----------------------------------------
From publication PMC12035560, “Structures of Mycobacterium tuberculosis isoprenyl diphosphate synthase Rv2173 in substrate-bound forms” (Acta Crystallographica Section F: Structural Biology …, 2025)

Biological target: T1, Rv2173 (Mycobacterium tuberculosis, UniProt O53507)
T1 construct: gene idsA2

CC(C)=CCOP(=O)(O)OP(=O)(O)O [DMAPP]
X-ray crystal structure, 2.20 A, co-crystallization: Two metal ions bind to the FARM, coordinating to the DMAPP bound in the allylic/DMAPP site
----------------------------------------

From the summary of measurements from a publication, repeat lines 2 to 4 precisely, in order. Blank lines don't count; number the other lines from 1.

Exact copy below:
Biological target: T1, Rv2173 (Mycobacterium tuberculosis, UniProt O53507)
T1 construct: gene idsA2

CC(C)=CCOP(=O)(O)OP(=O)(O)O [DMAPP]